How this ancient philosophy can help you life a grounded life.
When is the last time you truly lived in the moment? Felt rooted in nature? Thought logically and morally at the same time? Laughed or cried unapologetically, took in your surroundings without letting your mind wander, or found absolute beauty in everyday things? This practice isn’t easy. Worrying what people think, acting emotionally, or letting your mind wander to your shopping list or the latest drama at work is simple to do. However, working to ground yourself and reason is worth the effort. In fact, this practice has been taught for thousands of years. This philosophy, called Stoicism helps to align your emotions, live in the moment, and think logically. If you’ve found the incredible joy in this practice, you’re well on your way to becoming an advanced practitioner of Stoicism.
Stoicism is a school of Western Philosophy that was incredibly popular until the 3rd century AD. It was originally taught as a religion and became the most popular philosophy for the educated elite in Ancient Greece and Rome. It fell out of popularity in the 4th century as Christianity took hold and the Greek and Roman worlds. It began in Athens, Greece by Zeno of Citium. Stoicism is most concerned with personal ethics which is informed by logic and views on the natural world. According to the principals of Stoicism, the path to happiness is found by accepting any given moment as it presents itself. By not allowing ourselves to be controlled by a desire for pleasure or the fear of pain, we can learn how to be happy in each moment as it passes. Understanding the world around us, working together, and treating others in a fair and just manner are strong tenants of this philosophy.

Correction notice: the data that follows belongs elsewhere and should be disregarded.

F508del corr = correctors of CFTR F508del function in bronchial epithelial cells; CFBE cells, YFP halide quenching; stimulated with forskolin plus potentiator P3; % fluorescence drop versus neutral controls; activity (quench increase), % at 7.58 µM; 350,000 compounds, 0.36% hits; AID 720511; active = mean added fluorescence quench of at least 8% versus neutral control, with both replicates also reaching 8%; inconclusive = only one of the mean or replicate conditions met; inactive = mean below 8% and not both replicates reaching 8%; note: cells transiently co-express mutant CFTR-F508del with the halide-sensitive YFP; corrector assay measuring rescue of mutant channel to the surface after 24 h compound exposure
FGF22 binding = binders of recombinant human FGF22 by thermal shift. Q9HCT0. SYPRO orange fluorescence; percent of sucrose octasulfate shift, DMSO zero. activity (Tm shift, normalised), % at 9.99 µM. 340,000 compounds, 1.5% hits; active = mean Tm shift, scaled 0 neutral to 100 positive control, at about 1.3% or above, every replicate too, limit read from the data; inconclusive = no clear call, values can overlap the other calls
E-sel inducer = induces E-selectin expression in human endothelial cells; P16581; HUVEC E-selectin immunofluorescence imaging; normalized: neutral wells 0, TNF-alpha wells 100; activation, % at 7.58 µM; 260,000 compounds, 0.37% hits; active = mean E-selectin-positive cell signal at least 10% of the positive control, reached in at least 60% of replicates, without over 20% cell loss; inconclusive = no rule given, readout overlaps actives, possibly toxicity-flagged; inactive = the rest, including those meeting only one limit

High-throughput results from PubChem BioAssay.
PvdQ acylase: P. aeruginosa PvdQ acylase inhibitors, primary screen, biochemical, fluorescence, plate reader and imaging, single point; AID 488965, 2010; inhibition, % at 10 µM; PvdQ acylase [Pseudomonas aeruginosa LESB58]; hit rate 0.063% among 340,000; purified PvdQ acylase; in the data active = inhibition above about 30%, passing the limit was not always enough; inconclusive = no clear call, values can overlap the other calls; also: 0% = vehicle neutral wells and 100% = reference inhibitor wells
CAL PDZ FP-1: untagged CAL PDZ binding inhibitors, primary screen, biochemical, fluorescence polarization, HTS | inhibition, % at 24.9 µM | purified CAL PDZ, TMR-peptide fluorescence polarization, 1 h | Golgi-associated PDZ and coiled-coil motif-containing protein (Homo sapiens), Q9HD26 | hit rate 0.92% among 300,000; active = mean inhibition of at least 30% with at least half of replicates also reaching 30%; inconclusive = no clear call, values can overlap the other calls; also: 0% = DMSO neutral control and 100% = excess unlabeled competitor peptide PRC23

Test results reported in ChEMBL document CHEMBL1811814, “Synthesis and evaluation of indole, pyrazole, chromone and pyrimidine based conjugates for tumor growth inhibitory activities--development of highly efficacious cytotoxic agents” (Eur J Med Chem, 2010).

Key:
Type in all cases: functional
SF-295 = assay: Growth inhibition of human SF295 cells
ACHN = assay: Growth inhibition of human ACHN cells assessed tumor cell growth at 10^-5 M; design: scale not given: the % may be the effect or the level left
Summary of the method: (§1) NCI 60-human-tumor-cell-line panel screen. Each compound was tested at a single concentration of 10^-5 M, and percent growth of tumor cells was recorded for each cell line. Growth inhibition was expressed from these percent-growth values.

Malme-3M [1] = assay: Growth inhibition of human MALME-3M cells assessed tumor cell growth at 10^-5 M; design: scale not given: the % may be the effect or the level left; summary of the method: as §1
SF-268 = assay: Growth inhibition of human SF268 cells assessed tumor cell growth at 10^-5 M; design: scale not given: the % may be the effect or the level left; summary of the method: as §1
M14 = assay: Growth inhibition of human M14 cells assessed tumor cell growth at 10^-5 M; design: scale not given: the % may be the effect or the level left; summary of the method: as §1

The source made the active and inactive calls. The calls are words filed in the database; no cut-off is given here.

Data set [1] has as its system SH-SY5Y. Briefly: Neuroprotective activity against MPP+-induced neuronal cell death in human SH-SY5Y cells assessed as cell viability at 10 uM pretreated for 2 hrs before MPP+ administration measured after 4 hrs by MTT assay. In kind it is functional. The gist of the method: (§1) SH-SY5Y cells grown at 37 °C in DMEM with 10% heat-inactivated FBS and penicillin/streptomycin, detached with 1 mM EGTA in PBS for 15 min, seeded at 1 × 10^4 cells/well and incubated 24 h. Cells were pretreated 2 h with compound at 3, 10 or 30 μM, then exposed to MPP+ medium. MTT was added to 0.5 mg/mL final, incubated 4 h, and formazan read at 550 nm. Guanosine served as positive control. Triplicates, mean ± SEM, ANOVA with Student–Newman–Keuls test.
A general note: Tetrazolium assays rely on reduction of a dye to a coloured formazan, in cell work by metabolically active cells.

Stoics are very concerned with one’s ethics and moral well-being, stating that these are the keys to happiness. Specifically, Stoicism believes that having a strong sense of moral well-being will help with interpersonal relationships by removing jealousy, hatred, and anger from one’s interactions. It also aids in helping people understand equality; everyone is the same because everyone came from the same place, the natural world.
Much like many other dominant philosophies of this time, Stoicism is dense, introspective, and at times, difficult to understand. The main components are those of truth, logic, thought, reason, and being present in a moment. Despite these ideas sounding harsh and impersonal, they’re quite the contrary. Thinking in a way that’s logical and reasonable, makes it easier to understand and appreciate those around you. Stoicism teaches you how unpredictable the world can be and how being steadfast and strong despite that will make you a better more complete person. Do you think that practicing Stoicism is for you? If you feel pulled by too many outside forces or get overwhelmed when little details change, this practice may be a great one to learn more about. Its teachings will help you be more logical, ethical, balanced, and caring to those around you. Being in the moment can also help you feel more calm and happy. Despite this philosophy sounding dull and rigid, it’s anything but.
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